Pride in Greater Buffalo derives largely from the achievements of our major institutions, especially in education, healthcare and the arts. The usual suspects come quickly to mind — the University at Buffalo and Canisius, Roswell Park Cancer Institute, Buffalo General and Millard Fillmore hospitals, the Albright-Knox and Burchfield Penney Art Center, and the
It all began back in 1827, when James D. Sheppard filled a big need by opening Buffalo’s first music store, which ultimately became Denton, Cottier and Daniels. From that time, Buffalo’s population grew exponentially to more than 350,000 by the turn of the century, becoming the eighth largest American city. By far, the greatest influx came from Italy, Germany and Poland, and these new Americans arrived with their musical traditions intact.
By the mid-1800s, Buffalo was on the tour schedules of many fine artists, including the Swedish Nightingale, Jenny Lind, and piano virtuoso Hans von Bülow, also known as Richard Wagner’s greatest maestro. The city was also visited by the Theodore Thomas Orchestra and the U.S. Marine Band under John Philip Sousa, and later by the Pittsburgh Symphony under Victor Herbert.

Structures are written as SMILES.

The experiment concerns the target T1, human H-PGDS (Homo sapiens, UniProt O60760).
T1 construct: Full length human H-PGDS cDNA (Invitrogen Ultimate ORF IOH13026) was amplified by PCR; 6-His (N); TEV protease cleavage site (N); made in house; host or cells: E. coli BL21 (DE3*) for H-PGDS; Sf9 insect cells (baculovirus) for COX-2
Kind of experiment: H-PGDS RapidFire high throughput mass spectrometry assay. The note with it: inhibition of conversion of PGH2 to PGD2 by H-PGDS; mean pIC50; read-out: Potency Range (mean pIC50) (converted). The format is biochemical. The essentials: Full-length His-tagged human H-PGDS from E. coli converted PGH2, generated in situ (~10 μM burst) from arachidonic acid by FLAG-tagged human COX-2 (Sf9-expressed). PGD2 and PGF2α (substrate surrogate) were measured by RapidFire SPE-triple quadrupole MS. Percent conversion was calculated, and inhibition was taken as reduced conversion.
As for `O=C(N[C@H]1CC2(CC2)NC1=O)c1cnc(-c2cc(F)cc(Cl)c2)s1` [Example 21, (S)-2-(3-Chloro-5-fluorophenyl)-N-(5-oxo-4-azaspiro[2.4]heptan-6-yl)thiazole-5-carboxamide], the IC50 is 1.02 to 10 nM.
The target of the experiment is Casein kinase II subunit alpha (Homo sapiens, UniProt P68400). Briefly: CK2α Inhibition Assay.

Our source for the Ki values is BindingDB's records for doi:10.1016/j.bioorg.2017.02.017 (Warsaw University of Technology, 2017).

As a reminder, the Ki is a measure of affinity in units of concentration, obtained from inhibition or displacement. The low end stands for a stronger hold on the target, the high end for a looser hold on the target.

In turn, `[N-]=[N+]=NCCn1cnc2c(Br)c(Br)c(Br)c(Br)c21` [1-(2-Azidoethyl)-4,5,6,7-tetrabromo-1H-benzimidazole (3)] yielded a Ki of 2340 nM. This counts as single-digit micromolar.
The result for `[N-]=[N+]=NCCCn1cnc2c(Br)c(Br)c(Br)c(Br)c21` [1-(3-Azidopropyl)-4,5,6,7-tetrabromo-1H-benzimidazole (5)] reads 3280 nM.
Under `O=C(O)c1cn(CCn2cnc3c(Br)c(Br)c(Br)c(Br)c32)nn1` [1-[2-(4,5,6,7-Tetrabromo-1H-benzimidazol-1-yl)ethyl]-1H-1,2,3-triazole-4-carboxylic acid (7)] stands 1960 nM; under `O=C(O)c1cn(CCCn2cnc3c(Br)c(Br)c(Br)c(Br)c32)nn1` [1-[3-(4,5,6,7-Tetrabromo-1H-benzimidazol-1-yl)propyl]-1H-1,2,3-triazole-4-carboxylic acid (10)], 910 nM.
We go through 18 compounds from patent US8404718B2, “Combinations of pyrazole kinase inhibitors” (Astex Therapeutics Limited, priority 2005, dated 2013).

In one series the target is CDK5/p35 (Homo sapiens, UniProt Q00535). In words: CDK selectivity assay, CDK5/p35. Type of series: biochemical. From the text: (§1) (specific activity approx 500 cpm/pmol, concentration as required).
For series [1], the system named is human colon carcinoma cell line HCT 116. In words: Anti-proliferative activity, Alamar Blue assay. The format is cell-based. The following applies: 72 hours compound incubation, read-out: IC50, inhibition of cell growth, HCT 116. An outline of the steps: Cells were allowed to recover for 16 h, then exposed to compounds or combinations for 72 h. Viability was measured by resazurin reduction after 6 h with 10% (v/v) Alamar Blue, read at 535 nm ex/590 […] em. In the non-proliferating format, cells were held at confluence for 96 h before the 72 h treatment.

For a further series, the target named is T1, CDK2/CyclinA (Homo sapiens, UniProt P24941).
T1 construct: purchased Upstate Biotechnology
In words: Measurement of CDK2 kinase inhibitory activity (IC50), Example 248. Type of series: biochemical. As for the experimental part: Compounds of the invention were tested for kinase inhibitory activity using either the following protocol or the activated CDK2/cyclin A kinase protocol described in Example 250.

As for Buffalo’s own self-brewed music, apart from amateur ensembles of every variety — dance bands, banjo bands, and community and church choirs — large singing societies sprung up in our local German and Polish communities. At the same time, Buffalo needed a suitable concert stage, or rather, an opera house that also served as a venue for orchestras. The very first concert hall in Buffalo was the Eagle Street Theater, built in 1840 at Washington and Eagle streets, followed by the Academy of Music in 1852 at Main near Seneca and the Opera House at Main and Washington in 1862. At Edward and Main, the large Music Hall made its debut in 1883, but had to be rebuilt and reopened in 1887 after a devastating fire.
Through the late 1800s, Buffalo’s visiting artists and orchestras gave wings to the idea that the city should have its own professional orchestra. By then, New York City, Boston, Philadelphia and Cincinnatti had each established a fine orchestra to bring the world’s greatest music to life in their communities. Locally, sincere efforts were made to test the waters, as diverse symphonic ensembles began to appear with names like Buffalo Symphony Orchestra, Buffalo Civic Orchestra and even the Beethoven Philharmonic Orchestra.
Until about 1934, all the musicians for those orchestras were hired on a freelance basis by various presenters and conductors. Many of those same players later found themselves on stage for the official debut of the Buffalo Philharmonic Orchestra at Elmwood Music Hall on November 7, 1935. On the podium that fine Thursday evening was the